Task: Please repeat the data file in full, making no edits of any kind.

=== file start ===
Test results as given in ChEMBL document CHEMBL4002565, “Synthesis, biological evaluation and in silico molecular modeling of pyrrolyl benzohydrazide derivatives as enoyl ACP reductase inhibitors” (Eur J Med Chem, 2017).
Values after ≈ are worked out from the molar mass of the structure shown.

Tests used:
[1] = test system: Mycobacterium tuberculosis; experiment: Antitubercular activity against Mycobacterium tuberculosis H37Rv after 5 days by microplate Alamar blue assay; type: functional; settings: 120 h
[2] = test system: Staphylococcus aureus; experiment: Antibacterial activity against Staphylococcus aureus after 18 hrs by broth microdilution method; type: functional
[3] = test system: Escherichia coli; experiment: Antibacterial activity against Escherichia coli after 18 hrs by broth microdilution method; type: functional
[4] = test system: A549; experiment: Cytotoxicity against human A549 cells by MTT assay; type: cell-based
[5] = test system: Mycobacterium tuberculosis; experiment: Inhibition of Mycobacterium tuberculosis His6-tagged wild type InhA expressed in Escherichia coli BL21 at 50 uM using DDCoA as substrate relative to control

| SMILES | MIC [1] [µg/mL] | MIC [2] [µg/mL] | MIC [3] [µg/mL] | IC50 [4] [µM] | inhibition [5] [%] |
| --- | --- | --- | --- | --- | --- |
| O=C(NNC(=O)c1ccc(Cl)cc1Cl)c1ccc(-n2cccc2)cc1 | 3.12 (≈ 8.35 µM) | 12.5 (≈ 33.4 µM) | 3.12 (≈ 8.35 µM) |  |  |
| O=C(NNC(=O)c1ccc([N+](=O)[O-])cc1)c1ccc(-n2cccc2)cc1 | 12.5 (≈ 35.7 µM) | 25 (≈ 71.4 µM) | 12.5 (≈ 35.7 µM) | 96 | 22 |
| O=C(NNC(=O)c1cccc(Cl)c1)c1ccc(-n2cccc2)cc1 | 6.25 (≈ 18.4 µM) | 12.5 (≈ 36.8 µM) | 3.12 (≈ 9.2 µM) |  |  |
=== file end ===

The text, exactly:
Test results as given in ChEMBL document CHEMBL4002565, “Synthesis, biological evaluation and in silico molecular modeling of pyrrolyl benzohydrazide derivatives as enoyl ACP reductase inhibitors” (Eur J Med Chem, 2017).
Values after ≈ are worked out from the molar mass of the structure shown.

Tests used:
[1] = test system: Mycobacterium tuberculosis; experiment: Antitubercular activity against Mycobacterium tuberculosis H37Rv after 5 days by microplate Alamar blue assay; type: functional; settings: 120 h
[2] = test system: Staphylococcus aureus; experiment: Antibacterial activity against Staphylococcus aureus after 18 hrs by broth microdilution method; type: functional
[3] = test system: Escherichia coli; experiment: Antibacterial activity against Escherichia coli after 18 hrs by broth microdilution method; type: functional
[4] = test system: A549; experiment: Cytotoxicity against human A549 cells by MTT assay; type: cell-based
[5] = test system: Mycobacterium tuberculosis; experiment: Inhibition of Mycobacterium tuberculosis His6-tagged wild type InhA expressed in Escherichia coli BL21 at 50 uM using DDCoA as substrate relative to control

| SMILES | MIC [1] [µg/mL] | MIC [2] [µg/mL] | MIC [3] [µg/mL] | IC50 [4] [µM] | inhibition [5] [%] |
| --- | --- | --- | --- | --- | --- |
| O=C(NNC(=O)c1ccc(Cl)cc1Cl)c1ccc(-n2cccc2)cc1 | 3.12 (≈ 8.35 µM) | 12.5 (≈ 33.4 µM) | 3.12 (≈ 8.35 µM) |  |  |
| O=C(NNC(=O)c1ccc([N+](=O)[O-])cc1)c1ccc(-n2cccc2)cc1 | 12.5 (≈ 35.7 µM) | 25 (≈ 71.4 µM) | 12.5 (≈ 35.7 µM) | 96 | 22 |
| O=C(NNC(=O)c1cccc(Cl)c1)c1ccc(-n2cccc2)cc1 | 6.25 (≈ 18.4 µM) | 12.5 (≈ 36.8 µM) | 3.12 (≈ 9.2 µM) |  |  |